NEURODEVELOPMENT OF YOUNG MALES WITH FRAGILE X

Project: Research project

Project Details

Description

DESCRIPTION: This research will investigate the developmental onset and age
related changes in the cognitive, behavioral, social and neuroanatomical
correlates of the neuropsychiatric phenotype associated with the fragile X
condition in young males. Molecular correlates of these changes will also
be investigated. The study uses a multimethod, longitudinal sequential
design for a 2 year evaluation of development in 48 fragile X males compared
to 48 age and IQ matched males with developmental language delay (DLD) of
unknown etiology. All subjects will be between 36 and 71 months old at the
time of enrollment. Two follow up assessments of the child's cognitive,
behavioral, and social functioning will occur at 12 and 24 month intervals.
Neuroanatomical imaging (MRI) will occur with all subjects from both groups
at the initial evaluation and a random subset of 24 subjects from each group
at the 24 month follow up evaluation. A second contrast group of 30 young
males with Duchenne muscular dystrophy (DMD; an X linked genetic disorder),
enrolled at 60 to 95 months, will be used as a single evaluation outcome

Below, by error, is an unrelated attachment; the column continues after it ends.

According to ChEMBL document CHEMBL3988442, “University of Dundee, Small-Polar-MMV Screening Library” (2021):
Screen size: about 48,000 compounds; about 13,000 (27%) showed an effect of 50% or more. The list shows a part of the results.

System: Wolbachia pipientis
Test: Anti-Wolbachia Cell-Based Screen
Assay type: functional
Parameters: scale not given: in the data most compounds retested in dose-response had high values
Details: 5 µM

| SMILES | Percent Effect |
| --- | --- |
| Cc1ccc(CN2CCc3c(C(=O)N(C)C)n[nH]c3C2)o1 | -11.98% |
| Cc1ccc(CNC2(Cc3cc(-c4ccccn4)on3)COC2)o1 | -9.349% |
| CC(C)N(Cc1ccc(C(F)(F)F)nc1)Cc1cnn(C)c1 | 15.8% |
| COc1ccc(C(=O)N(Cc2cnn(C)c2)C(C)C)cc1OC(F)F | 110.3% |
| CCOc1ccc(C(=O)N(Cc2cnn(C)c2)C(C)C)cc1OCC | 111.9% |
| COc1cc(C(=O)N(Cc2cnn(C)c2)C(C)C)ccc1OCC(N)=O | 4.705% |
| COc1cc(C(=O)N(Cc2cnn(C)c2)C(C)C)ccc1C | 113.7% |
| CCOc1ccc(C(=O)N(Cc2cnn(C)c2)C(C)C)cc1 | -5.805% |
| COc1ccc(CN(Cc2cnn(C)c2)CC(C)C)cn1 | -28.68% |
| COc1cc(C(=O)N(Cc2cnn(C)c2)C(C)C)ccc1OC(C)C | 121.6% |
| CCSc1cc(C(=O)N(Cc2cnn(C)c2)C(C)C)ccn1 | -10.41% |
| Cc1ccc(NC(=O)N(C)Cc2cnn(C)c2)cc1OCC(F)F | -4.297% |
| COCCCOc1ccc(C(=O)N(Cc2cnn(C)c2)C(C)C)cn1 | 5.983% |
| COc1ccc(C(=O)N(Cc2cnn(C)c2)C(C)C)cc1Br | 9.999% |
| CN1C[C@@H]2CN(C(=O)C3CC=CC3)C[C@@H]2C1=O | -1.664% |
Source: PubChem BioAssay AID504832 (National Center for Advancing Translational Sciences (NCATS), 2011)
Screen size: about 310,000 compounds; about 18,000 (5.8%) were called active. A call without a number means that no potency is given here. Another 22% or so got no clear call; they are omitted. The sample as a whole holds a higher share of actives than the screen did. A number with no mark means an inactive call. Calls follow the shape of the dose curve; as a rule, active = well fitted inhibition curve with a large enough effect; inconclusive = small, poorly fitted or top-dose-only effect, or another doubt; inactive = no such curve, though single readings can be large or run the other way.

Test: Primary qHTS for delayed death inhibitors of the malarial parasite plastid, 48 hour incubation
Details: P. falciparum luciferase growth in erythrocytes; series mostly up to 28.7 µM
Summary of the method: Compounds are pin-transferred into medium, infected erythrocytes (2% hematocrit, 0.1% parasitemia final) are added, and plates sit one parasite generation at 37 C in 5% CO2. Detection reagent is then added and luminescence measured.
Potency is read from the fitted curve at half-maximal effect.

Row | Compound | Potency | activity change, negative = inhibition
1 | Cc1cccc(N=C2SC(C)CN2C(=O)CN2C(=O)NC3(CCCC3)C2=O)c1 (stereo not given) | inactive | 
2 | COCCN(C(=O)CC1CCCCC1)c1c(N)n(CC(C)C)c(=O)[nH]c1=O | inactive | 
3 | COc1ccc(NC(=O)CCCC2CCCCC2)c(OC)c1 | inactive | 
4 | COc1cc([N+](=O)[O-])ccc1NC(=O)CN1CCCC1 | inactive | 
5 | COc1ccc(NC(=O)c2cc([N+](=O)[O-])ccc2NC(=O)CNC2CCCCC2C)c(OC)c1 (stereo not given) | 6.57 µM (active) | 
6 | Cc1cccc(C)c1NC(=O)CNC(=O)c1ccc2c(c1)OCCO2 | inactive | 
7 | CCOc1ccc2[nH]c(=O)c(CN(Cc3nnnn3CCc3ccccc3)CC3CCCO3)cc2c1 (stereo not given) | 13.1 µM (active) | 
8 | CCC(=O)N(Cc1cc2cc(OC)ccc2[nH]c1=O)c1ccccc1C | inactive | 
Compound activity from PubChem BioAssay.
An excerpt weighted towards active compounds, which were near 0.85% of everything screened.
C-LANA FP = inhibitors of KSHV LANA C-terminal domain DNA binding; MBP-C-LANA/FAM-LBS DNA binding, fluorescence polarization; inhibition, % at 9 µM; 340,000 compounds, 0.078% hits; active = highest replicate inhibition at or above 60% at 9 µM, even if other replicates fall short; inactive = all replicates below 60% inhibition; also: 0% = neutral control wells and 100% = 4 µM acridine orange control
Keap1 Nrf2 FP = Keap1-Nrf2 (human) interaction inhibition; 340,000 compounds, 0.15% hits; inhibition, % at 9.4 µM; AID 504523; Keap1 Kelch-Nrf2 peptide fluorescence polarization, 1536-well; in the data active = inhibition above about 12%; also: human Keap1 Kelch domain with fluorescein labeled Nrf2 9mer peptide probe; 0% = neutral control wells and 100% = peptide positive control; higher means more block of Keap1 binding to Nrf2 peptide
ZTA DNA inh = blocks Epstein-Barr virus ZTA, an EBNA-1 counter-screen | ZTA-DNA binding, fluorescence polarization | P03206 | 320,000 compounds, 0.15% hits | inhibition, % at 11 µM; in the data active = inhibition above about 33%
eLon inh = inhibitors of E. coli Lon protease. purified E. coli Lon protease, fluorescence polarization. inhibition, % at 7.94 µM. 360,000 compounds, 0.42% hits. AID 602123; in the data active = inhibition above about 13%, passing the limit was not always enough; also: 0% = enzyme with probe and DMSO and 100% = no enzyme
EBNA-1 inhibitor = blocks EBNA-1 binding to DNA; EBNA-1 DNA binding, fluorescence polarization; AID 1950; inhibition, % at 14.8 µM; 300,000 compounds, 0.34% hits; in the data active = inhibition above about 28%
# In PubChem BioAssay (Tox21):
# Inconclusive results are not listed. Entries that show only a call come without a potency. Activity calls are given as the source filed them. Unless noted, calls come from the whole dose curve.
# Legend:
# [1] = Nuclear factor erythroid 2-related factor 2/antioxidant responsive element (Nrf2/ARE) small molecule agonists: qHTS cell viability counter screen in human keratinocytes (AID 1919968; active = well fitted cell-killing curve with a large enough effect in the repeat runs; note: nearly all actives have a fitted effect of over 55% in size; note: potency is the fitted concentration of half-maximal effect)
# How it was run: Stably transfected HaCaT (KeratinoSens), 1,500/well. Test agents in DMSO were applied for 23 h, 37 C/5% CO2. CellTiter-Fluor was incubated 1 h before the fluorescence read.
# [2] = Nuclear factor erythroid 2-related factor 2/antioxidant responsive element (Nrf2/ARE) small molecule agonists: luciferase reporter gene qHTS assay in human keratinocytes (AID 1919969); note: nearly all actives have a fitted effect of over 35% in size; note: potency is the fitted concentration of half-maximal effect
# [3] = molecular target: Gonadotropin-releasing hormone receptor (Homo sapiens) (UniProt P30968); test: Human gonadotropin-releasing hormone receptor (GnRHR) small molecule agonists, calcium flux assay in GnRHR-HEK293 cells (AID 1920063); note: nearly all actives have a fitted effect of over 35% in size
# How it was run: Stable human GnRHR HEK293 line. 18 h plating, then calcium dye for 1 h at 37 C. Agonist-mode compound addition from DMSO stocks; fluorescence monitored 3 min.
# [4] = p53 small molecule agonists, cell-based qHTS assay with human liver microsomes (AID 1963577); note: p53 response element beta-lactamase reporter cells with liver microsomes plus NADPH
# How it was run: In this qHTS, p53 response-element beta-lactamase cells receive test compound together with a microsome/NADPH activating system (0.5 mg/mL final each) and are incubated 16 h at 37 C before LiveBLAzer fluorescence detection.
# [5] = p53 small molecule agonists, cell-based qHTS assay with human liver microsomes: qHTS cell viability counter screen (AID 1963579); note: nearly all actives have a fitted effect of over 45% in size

comparison group for the fragile X males. Males with DMD will be
individually matched on IQ, developmental age, race and SES with a fragile X
male. Developmental areas specifically addressed include: 1) cognition; 2)
communication; 3) behaviors involving deficits in self regulation (e.g.,
stereotypies, hyperactivity); 4) social interaction; and 5) brain structures
(e.g., caudate, hippocampus, cerebellar vermis). It is hypothesized that
cognitive, communication, behavioral self regulation, and social interaction
deficits will differ among the groups, will increase over time in the
fragile X group but not in the comparison DLD group. It is expected that
age related changes in neuroanatomical structures indicating ongoing,
detrimental effects on the postnatal central nervous system of fragile X but
not control males will be observed. This study will contribute to
understanding the associated effects of a genetically determined
developmental disability during an age period in which a high degree of
developmental change is expected. It will also help identify the multiple
biological and environmental influences on development in young,
developmentally delayed children.
StatusFinished
Effective start/end date9/1/978/31/98

Funding

  • Eunice Kennedy Shriver National Institute of Child Health and Human Development

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